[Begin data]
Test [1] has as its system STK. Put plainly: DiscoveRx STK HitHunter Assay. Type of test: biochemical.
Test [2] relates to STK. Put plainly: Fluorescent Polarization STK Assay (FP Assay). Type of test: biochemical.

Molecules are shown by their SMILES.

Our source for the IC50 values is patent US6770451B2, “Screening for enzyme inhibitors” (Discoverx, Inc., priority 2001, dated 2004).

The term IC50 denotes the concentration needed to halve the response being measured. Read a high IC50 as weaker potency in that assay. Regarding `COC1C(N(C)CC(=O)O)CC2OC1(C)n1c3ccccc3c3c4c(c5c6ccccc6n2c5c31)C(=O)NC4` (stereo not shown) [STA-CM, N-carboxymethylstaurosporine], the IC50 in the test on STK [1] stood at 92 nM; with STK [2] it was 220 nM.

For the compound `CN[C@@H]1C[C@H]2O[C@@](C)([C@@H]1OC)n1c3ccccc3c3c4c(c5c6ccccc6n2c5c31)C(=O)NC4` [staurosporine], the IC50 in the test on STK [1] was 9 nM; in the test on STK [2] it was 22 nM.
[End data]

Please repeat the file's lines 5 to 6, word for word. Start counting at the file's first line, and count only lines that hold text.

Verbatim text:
The term IC50 denotes the concentration needed to halve the response being measured. Read a high IC50 as weaker potency in that assay. Regarding `COC1C(N(C)CC(=O)O)CC2OC1(C)n1c3ccccc3c3c4c(c5c6ccccc6n2c5c31)C(=O)NC4` (stereo not shown) [STA-CM, N-carboxymethylstaurosporine], the IC50 in the test on STK [1] stood at 92 nM; with STK [2] it was 220 nM.

For the compound `CN[C@@H]1C[C@H]2O[C@@](C)([C@@H]1OC)n1c3ccccc3c3c4c(c5c6ccccc6n2c5c31)C(=O)NC4` [staurosporine], the IC50 in the test on STK [1] was 9 nM; in the test on STK [2] it was 22 nM.